Two songs are competing for space in my head. Joni Mitchell’s Big Yellow Taxi (“They paved paradise…”) and Pink Floyd’s Another Brick in the Wall (“We don’t need no thought control…”). What’s racking my brain? Well, in May 2014, then Councillor Parker recommended that Leaside be considered a Heritage Conservation District (HCD).
An HCD is a geographically defined area noted for its distinct heritage character. Geoff Kettel notes we were prioritized “below the line” at that time. Phew. In my mind, that was a close call, and if it had proceeded, we would have needed to strap on our thinking caps and come to a collective agreement on how best to proceed. Is a Cultural Heritage Resource Assessment study (CHRA) in the cards for Leaside in 2020? If so, we will be venturing further down the path to south Leaside (“nominated area”) being designated an HCD.
As a property owner, I naturally wondered what this would mean for me. As I understand, if a property is part of a registered HCD, it is protected by the Ontario Heritage Act. A property owner will require a heritage permit (approved by council) to conduct any major exterior alterations or demolitions and must have regard for the existing built form and character of the neighbourhood with respect to its form, materials, height and massing in design proposals as well as avoid removal of original building details, mature trees and other character-defining elements of the property per the district plan and legislation. Since 2005, properties in new HCDs must have HCD bylaws registered on title at the local Land Registry Office.
Is this something we really need?
To unpack this, I first took an economic view by examining the impact of a cultural heritage designation on residential home prices. The research is inconclusive. A 2017 study in the Economic Journal found “no significant short-run effects of designation and some evidence of positive capitalisation effects in the long run. There is some evidence of positive spillovers onto properties just outside.” A 2019 study in the Journal of Economic Geography found “conservation areas lead to higher house prices for given land values and building costs (lower housing productivity) and higher house prices for given wages (higher quality of life). The overall welfare impact [collective view vs. individual owner view] is found to be negative.” The term “welfare effects” refers to the point that some neighbourhoods in the US have been accused of using heritage designations as a way to limit the prevalence of more affordable housing thus negatively affecting the overall social good of a district within the context of a larger economic good for a city. Bottom line? There was no definitive empirically supported answer and outcomes are situational.
I then considered the idea of relinquishing more control to the legislative government. My perspective may cloud judgment as I am loath to do so unless the matter is supported by considerable evidence. That same 2019 study also suggests that “more recent designations are typically of a less distinctive heritage character, and perhaps only of local significance…[of which] designation status is largely determined by local homeowners who stand to gain from the localised benefits of the policy.” Gains which I feel are somewhat questionable. There are already 21 HCDs in Toronto preserving buildings of significance (e.g. Gooderham Building, Enoch Turner Schoolhouse) and neighbourhoods (e.g. Rosedale, Annex, Yorkville, St. Lawrence) that are representative of Toronto’s cultural heritage (early character and architectural style). What could a Leaside HCD add to the list that would be worth ceding greater government oversight in exchange for limited social and economic gain?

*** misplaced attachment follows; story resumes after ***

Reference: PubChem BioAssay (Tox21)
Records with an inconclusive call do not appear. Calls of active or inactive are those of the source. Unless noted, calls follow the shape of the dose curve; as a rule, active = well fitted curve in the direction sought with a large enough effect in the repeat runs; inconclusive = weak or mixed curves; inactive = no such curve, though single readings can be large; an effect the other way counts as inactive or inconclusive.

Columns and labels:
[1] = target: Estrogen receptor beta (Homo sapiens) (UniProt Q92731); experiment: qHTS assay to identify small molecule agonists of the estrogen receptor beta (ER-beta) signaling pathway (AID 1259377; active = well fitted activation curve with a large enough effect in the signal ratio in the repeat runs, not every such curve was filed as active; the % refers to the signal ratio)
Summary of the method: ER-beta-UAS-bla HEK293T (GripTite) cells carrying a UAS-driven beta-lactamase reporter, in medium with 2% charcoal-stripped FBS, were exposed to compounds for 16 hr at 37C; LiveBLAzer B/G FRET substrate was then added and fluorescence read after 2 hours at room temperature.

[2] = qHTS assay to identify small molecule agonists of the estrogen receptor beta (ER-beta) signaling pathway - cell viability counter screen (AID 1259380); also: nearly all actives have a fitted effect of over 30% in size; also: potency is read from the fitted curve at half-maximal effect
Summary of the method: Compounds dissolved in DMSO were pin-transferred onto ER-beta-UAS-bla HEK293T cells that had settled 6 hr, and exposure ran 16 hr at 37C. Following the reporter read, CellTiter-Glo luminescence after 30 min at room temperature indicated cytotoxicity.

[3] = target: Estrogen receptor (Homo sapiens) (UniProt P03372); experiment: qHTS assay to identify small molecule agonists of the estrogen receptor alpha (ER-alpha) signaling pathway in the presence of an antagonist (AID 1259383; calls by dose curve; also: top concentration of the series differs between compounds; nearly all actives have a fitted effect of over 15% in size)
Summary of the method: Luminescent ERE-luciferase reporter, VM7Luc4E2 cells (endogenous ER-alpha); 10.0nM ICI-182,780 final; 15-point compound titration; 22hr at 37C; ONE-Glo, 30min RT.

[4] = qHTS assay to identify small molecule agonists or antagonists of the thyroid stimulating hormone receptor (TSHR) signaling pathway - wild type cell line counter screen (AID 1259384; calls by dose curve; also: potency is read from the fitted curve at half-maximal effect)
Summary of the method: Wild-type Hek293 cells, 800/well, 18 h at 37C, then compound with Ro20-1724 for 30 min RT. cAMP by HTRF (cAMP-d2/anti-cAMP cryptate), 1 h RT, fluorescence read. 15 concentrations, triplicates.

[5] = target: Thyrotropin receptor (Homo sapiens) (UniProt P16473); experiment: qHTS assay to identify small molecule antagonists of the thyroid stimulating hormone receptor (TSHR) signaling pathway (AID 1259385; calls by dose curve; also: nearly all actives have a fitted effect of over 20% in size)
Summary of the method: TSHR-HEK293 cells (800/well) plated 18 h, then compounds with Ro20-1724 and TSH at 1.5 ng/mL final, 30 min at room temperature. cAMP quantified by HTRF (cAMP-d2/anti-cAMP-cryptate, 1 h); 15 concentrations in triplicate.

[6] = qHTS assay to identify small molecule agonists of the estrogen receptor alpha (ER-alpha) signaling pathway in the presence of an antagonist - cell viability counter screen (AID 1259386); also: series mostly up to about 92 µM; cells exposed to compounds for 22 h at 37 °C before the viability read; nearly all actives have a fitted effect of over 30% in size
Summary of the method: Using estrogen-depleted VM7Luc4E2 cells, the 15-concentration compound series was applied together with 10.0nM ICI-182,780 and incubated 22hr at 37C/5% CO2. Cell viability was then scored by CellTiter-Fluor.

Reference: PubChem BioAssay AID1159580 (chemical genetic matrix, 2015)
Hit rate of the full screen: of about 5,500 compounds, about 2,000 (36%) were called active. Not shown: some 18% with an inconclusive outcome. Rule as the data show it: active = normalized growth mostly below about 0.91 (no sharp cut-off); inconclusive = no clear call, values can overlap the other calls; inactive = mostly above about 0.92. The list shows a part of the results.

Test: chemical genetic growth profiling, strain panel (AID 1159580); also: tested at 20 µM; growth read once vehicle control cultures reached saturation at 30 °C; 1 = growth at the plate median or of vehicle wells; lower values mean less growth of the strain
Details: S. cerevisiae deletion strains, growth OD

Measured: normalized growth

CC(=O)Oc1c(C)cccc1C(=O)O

What in Leaside would be worth preserving?
To designate only and all of south Leaside as a heritage district misses the mark and paints with too broad a brush. Perhaps rather than nominating the entirety of south Leaside, we could focus on specific structures from the “agricultural settlement landscape” and possibly worthwhile ones from the “developed residential landscape.” If we were to start with a blank page, the things that need to be protected and nurtured are not related to the aesthetic design of a structure’s façade, but (1) the very empowering idea of Frederick Todd’s original garden city concept that showcased the powerfully successful synergy that is generated when residential and industrial space are interconnected at birth by clever design, and (2) the real connectedness residents have with the original natural “pre-settlement landscape” (i.e. our relationship to the natural land and Don Valley tributaries). Nominating a heritage district that encompasses a combination of both the industrial and residential space which was at the heart of the garden city design is unique to Ontario and one of only three in Canada – this is our most compelling story. It’s a cultural heritage worth preserving because it also informs the way forward for Millennial and Gen-Z Leasiders beginning to reimagine how they will live, work, learn and play.
We should somehow be able to honour the past without being shackled by it, and more importantly, we must embrace the future.
Should Leaside be designated a cultural heritage district? What more can Leaside add to Toronto’s cultural heritage story? Is becoming an HCD a self-indulgence unworthy of relinquishing more control to the government? Let us know at firstname.lastname@example.org.
Leasider Glenn Asano is a partner and principal consultant for the strategy and business development practice at Centred Performance. He is also an Instructor with the Ted Rogers School of Management at Ryerson University.